Landlord Responsibilities vs Tenants’ Dogs: Can They be Held Liable for a Dog Bite?

by Lisa Coleman on July 25, 2013

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(US law & generally) Dog bites occur more often than many people realize and there are legal consequences for liability. Ultimate liability in a personal injury claim resulting from a dog bite is determined by the case particulars. Also included as material fact can be any clauses included in the tenant lease or property agreement. Leasing and renting are not legally identical, as renting does not always include an authorization document other than the rental receipt. Responsibilities of the landlord and tenant can be spelled out discreetly in the lease agreement, but breach of lease can be claimed by either party in any given circumstance.

The Importance of an Attorney in a Dog Bite Claim

If there is a lease contract for tenancy, then contract law can also be involved and cases can be complicated. Retaining an attorney may be an absolute necessity for all parties if a lease is material fact in the case. Any insurance company that may be involved will surely have a team of attorneys investigating for claim denial, so the novice injured victim is at a clear disadvantage. This is especially true if the landlord has significant resources and political connection. The victim needs an effective personal injury attorney who is experienced in negotiating with insurance companies, as well as understanding lease laws that may apply to the case. In many cases, the tenant can actually be the victim. Case particulars can be important.

Landlord Negligence

This is the primary legal area where landlords can become liable. Landlords must comply with all rental laws, including upkeep of property and responsibility for their own animals. Common situations that may create liability for the landlord can be bad fence maintenance or repairs to dog kennels or shelters. Tenants commonly live in property near the actual landlord and they interact with each other regularly. There is also a distinct possibility that both the tenant and the landlord are liable, especially with cases of significant negligence. Landlords are required to provide reasonable duty of care measures for any damage that occurs on their property, even if a lease stipulates no responsibility for dog bites. For this reason, many landlords do not allow tenants to have animals, and a tenant with an unapproved dog is clearly at fault if the dog bites any individual.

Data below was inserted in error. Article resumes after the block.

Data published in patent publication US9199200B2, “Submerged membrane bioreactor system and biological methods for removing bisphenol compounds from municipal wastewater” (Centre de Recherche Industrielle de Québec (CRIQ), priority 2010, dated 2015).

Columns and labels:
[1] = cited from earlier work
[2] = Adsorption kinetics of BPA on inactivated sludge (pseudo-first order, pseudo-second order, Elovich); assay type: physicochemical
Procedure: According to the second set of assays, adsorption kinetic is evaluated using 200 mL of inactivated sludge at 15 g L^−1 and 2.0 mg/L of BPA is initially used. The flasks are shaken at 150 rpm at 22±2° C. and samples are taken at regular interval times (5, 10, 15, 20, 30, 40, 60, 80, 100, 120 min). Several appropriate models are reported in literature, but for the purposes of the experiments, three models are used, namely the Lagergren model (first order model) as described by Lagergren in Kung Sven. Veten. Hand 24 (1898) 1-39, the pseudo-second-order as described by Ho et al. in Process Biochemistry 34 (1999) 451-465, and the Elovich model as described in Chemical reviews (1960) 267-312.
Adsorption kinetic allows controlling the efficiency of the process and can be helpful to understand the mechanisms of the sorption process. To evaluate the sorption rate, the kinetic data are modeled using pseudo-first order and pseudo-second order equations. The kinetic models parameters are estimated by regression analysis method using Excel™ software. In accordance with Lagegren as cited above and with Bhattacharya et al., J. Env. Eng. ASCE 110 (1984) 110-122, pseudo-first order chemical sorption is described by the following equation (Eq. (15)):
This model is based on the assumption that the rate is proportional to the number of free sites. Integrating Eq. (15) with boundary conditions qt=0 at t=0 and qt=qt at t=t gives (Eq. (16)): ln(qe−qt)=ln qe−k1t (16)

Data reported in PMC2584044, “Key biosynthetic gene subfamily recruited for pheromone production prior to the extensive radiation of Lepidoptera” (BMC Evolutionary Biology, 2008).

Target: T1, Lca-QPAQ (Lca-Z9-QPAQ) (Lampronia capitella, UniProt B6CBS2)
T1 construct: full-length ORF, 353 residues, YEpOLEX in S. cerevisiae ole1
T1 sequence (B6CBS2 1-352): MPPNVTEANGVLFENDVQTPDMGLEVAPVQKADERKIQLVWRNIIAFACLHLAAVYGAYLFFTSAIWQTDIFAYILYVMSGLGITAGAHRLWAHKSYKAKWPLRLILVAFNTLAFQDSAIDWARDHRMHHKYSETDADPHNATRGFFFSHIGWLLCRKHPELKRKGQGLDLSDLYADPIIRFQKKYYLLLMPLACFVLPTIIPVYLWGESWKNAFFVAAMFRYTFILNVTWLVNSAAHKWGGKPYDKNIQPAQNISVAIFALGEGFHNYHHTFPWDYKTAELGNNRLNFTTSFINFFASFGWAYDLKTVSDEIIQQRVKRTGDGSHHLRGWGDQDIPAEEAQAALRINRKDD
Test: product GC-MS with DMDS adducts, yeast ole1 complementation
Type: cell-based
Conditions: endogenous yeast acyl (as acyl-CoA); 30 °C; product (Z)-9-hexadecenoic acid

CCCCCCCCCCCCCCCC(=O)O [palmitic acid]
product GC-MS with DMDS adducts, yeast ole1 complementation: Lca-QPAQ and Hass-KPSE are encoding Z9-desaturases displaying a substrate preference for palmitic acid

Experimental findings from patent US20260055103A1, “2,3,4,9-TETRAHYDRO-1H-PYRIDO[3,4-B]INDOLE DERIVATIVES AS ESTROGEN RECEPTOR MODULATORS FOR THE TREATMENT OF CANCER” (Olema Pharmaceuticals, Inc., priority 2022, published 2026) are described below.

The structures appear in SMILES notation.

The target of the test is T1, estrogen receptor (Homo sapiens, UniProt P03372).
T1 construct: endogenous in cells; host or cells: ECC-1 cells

Filing a Claim

A dog bite injury victim should never attempt filing a legal case themselves. Dog bite injury cases are normally defended vigorously by any insurance company, and a landlord may possibly retaliate with filing an eviction notice. All parties involved may need an attorney to unravel what actually happened and present their particular cases to the court for adjudication. It is important to remember that the court determines who is actually responsible based on applicable laws and negligence is not restricted to one party, so having a local attorney knowledgeable in personal injury law and contract law to find possible respondents can be beneficial. For example, if a person living in Charleston, SC is bitten by a dog that escaped through the backyard fence of a leased townhouse, then a landlord may possibly be held liable. In order for the victim of the dog bite to find out their rights, contacting an injury accident attorney in Charleston SC would be ideal. A local accident attorney would be knowledgeable about all local and state laws for such a case.

Dog bite injuries are often sustained from vicious attacks and can create long-term medical issues that must be calculated in any settlement award. Many cases require skin graphs and surgery, as well as leaving permanent scaring. Any additional claims can be included in compensatory awards for pain and suffering without a punitive damage assessment, but the calculation is much more accurate when an experienced personal injury lawyer with considerable dog bite case experience does the evaluation based on claim acceptability.

Maximizing a dog bite claim requires solid representation, as it is a sad fact that many dog bites occur with no legal negligence being established. There are always multiple legal avenues for defending the claim and an experienced attorney can effectively combat responsibility denial.

Freelance legal writer Lisa Coleman shares information about when a landlord may be held liable for a dog attack on their property. Howell and Christmas LLC, an injury and accident attorney in Charleston SC, is experienced and equipped to represent a client who has been a victim of a dog attack on someone’s rental property in the Charleston, SC area.

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